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OAKLAND, Calif.--(BUSINESS WIRE)--May 19, 1995--At its Annual Meeting of Shareholders yesterday in Oakland, California, DNA Plant Technology Corporation (NASDAQ: DNAP) unveiled the Company's second generation version of its genetically-modified tomato. In addition to the Company's patented Transwitch(R) technology, this latest version utilizes DNAP's own proprietary selectable marker gene and promoter technology.

In a presentation which included providing product samples for tasting by the meeting's attendees, Robert Serenbetz, Chairman and CEO of DNA Plant Technology, indicated that the newest version of the tomato is essentially identical to the Company's current version, which is in test market. He stated, "The superior taste, color and longevity of our tomato remains the same. The only difference is that it replaces the marker and promoter technology which is currently the subject of a dispute with Monsanto Corporation (NYSE: MTC)." Mr. Serenbetz indicated that the Company expects to begin production of the second generation genetically-modified tomato in September for initial launch into retail stores in December.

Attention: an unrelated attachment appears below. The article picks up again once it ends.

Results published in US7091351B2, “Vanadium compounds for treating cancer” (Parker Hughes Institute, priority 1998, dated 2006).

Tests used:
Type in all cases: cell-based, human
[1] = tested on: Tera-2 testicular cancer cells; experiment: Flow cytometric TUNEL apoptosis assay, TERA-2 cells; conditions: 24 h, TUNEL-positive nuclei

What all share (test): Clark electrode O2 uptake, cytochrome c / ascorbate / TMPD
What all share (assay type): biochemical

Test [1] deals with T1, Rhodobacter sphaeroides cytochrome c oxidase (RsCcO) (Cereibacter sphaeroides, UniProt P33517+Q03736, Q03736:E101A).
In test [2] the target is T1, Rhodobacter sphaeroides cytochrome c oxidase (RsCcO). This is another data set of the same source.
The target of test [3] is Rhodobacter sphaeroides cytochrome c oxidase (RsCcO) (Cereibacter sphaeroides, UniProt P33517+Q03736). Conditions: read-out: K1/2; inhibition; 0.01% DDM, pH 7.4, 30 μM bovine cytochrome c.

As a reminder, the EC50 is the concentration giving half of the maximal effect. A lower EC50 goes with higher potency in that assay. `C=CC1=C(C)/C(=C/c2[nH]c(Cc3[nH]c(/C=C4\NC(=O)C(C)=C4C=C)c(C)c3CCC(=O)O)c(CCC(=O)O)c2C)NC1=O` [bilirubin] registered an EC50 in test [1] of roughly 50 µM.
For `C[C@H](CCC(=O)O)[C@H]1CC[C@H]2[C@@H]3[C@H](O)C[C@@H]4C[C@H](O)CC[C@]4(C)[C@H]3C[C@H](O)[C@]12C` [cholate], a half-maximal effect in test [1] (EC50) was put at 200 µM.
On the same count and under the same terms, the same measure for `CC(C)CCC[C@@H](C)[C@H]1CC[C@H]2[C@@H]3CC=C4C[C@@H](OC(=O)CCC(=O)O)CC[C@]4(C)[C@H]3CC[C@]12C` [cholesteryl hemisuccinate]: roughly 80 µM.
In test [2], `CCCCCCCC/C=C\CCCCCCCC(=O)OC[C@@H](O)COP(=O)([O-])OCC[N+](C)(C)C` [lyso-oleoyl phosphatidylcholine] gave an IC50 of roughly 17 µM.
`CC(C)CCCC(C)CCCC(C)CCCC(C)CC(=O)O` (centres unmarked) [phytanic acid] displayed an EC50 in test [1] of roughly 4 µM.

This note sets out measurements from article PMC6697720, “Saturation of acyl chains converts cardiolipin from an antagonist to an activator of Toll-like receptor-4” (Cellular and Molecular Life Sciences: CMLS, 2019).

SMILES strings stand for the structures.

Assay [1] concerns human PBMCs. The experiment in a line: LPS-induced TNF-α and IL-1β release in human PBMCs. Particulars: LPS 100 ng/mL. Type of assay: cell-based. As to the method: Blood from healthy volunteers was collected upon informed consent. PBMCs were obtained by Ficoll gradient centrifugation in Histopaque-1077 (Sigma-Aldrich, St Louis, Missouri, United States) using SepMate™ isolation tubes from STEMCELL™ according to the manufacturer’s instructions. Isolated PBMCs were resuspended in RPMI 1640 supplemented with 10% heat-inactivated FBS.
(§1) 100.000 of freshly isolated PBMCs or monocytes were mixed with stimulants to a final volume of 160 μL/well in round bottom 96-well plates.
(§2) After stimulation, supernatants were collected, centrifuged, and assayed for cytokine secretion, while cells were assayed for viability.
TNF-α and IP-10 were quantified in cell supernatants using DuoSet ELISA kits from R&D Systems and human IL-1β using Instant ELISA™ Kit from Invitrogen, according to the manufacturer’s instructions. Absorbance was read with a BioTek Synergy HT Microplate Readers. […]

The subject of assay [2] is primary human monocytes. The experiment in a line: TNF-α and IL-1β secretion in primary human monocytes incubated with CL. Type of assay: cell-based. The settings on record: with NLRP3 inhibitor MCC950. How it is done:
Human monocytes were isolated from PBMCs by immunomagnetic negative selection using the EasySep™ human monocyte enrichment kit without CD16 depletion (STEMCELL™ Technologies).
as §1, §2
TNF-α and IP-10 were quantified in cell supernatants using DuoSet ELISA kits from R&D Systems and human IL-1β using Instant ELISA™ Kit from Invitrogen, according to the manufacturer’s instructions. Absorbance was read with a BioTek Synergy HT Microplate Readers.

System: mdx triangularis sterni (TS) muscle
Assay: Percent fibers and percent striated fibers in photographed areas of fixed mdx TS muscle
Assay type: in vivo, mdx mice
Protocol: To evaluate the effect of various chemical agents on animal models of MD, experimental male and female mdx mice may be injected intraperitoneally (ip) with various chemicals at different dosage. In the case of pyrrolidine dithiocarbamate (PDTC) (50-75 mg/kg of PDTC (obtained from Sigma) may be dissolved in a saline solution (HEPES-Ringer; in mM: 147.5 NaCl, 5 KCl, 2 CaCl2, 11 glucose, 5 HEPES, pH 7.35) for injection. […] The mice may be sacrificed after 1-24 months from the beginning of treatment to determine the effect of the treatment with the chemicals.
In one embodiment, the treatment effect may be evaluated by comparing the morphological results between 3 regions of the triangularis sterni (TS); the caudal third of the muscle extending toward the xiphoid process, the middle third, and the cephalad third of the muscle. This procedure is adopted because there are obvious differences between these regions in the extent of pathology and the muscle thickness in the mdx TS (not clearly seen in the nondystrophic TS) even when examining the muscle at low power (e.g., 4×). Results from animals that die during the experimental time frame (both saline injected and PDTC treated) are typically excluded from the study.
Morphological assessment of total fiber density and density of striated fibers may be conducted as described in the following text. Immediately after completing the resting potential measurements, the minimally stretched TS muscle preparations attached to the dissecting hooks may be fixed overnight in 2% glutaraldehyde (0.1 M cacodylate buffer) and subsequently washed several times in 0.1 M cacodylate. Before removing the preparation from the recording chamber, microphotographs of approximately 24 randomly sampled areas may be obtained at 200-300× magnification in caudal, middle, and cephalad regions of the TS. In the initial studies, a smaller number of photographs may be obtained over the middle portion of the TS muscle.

DNAP also announced that it is engaged in discussions with several parties relating to securing additional capital and is hopeful that it will be able to successfully conclude negotiations in the near future in order to obtain sufficient funds for its operating needs. As previously announced, DNAP recently concluded a private placement of 750,000 shares of its common stock and received approximately $1.4 million in net proceeds.

DNA Plant Technology Corporation is a leading agribusiness biotechnology company focused on developing and marketing premium fresh and processed fruits and vegetables using advanced breeding, genetic engineering and other biotechniques. FreshWorld Farms, Inc., a wholly-owned subsidiary of DNAP, markets a line of premium vegetables under the FreshWorld Farms(R) brand name, including tomatoes, carrot bites (baby whole carrots), sweet red mini-peppers and VegiSnax(R) carrot sticks. DNAP's two-track strategy uses advanced breeding to develop and market improved premium products today, while using genetic engineering to improve flavor and shelf-life of its products for tomorrow.


Chris Braunlich




Debra Berliner

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Publication:Business Wire
Date:May 19, 1995
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